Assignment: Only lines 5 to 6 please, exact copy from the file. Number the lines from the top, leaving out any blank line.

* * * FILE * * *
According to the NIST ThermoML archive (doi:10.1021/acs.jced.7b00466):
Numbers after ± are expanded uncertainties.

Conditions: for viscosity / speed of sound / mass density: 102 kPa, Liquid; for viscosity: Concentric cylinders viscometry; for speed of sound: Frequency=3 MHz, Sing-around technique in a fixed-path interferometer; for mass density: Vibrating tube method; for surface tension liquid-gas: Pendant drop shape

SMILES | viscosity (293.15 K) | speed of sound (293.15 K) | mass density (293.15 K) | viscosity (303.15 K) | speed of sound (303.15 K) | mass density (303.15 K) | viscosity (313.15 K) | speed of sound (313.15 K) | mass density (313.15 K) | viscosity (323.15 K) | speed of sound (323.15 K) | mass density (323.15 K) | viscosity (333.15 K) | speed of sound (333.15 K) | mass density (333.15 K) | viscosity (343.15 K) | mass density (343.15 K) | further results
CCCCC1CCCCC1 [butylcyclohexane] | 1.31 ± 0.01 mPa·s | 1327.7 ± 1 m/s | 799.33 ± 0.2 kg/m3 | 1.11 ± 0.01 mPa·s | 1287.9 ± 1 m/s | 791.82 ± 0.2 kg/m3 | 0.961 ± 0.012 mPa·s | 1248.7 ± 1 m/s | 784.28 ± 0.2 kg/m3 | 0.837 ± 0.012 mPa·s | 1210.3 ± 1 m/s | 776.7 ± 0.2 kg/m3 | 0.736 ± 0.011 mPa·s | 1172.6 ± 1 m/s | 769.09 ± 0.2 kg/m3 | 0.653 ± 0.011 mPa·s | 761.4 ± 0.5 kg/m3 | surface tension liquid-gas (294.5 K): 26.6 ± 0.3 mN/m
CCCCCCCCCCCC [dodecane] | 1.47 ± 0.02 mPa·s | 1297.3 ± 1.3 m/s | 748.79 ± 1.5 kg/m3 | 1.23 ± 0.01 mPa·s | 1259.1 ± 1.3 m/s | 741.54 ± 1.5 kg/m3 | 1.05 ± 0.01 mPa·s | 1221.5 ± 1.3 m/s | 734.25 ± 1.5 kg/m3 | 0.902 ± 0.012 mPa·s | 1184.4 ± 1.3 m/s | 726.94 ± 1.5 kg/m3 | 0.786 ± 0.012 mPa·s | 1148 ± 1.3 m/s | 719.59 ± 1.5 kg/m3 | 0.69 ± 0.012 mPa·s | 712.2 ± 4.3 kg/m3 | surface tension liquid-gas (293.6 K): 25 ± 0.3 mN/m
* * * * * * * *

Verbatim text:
CCCCC1CCCCC1 [butylcyclohexane] | 1.31 ± 0.01 mPa·s | 1327.7 ± 1 m/s | 799.33 ± 0.2 kg/m3 | 1.11 ± 0.01 mPa·s | 1287.9 ± 1 m/s | 791.82 ± 0.2 kg/m3 | 0.961 ± 0.012 mPa·s | 1248.7 ± 1 m/s | 784.28 ± 0.2 kg/m3 | 0.837 ± 0.012 mPa·s | 1210.3 ± 1 m/s | 776.7 ± 0.2 kg/m3 | 0.736 ± 0.011 mPa·s | 1172.6 ± 1 m/s | 769.09 ± 0.2 kg/m3 | 0.653 ± 0.011 mPa·s | 761.4 ± 0.5 kg/m3 | surface tension liquid-gas (294.5 K): 26.6 ± 0.3 mN/m
CCCCCCCCCCCC [dodecane] | 1.47 ± 0.02 mPa·s | 1297.3 ± 1.3 m/s | 748.79 ± 1.5 kg/m3 | 1.23 ± 0.01 mPa·s | 1259.1 ± 1.3 m/s | 741.54 ± 1.5 kg/m3 | 1.05 ± 0.01 mPa·s | 1221.5 ± 1.3 m/s | 734.25 ± 1.5 kg/m3 | 0.902 ± 0.012 mPa·s | 1184.4 ± 1.3 m/s | 726.94 ± 1.5 kg/m3 | 0.786 ± 0.012 mPa·s | 1148 ± 1.3 m/s | 719.59 ± 1.5 kg/m3 | 0.69 ± 0.012 mPa·s | 712.2 ± 4.3 kg/m3 | surface tension liquid-gas (293.6 K): 25 ± 0.3 mN/m